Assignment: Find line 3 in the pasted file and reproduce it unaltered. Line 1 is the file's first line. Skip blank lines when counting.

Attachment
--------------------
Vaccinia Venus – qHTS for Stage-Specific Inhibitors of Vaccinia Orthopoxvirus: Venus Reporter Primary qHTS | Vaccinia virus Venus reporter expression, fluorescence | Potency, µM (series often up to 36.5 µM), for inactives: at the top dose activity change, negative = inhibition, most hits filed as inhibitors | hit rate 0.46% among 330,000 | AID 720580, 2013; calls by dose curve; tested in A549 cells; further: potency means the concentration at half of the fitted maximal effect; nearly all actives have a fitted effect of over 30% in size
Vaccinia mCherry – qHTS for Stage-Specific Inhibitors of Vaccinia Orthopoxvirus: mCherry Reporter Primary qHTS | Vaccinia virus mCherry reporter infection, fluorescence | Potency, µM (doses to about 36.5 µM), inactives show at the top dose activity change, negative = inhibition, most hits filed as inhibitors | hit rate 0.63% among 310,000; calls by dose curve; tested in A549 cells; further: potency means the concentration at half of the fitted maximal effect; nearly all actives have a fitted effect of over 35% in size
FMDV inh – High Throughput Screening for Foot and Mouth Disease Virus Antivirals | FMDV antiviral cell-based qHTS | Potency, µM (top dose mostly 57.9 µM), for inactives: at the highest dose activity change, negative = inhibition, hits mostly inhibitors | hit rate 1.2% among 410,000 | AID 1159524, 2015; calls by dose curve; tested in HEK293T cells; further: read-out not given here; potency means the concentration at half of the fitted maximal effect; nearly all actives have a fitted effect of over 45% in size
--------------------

FMDV inh – High Throughput Screening for Foot and Mouth Disease Virus Antivirals | FMDV antiviral cell-based qHTS | Potency, µM (top dose mostly 57.9 µM), for inactives: at the highest dose activity change, negative = inhibition, hits mostly inhibitors | hit rate 1.2% among 410,000 | AID 1159524, 2015; calls by dose curve; tested in HEK293T cells; further: read-out not given here; potency means the concentration at half of the fitted maximal effect; nearly all actives have a fitted effect of over 45% in size